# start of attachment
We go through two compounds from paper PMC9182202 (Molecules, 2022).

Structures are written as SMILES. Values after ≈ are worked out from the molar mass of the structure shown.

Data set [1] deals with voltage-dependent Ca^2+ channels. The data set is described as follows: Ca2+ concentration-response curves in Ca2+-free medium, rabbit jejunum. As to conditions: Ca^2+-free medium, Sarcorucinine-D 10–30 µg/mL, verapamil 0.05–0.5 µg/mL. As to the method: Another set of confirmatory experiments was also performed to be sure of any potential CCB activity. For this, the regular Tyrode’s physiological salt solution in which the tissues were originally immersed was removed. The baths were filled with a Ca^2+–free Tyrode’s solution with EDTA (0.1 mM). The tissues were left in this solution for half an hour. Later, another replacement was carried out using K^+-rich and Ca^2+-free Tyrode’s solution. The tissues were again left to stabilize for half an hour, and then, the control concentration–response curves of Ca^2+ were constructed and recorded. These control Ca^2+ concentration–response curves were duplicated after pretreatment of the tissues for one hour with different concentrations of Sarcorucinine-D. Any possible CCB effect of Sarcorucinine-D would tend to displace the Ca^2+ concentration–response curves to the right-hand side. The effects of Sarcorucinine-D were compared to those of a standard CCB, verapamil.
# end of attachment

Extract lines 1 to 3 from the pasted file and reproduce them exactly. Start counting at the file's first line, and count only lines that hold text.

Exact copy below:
We go through two compounds from paper PMC9182202 (Molecules, 2022).

Structures are written as SMILES. Values after ≈ are worked out from the molar mass of the structure shown.

Data set [1] deals with voltage-dependent Ca^2+ channels. The data set is described as follows: Ca2+ concentration-response curves in Ca2+-free medium, rabbit jejunum. As to conditions: Ca^2+-free medium, Sarcorucinine-D 10–30 µg/mL, verapamil 0.05–0.5 µg/mL. As to the method: Another set of confirmatory experiments was also performed to be sure of any potential CCB activity. For this, the regular Tyrode’s physiological salt solution in which the tissues were originally immersed was removed. The baths were filled with a Ca^2+–free Tyrode’s solution with EDTA (0.1 mM). The tissues were left in this solution for half an hour. Later, another replacement was carried out using K^+-rich and Ca^2+-free Tyrode’s solution. The tissues were again left to stabilize for half an hour, and then, the control concentration–response curves of Ca^2+ were constructed and recorded. These control Ca^2+ concentration–response curves were duplicated after pretreatment of the tissues for one hour with different concentrations of Sarcorucinine-D. Any possible CCB effect of Sarcorucinine-D would tend to displace the Ca^2+ concentration–response curves to the right-hand side. The effects of Sarcorucinine-D were compared to those of a standard CCB, verapamil.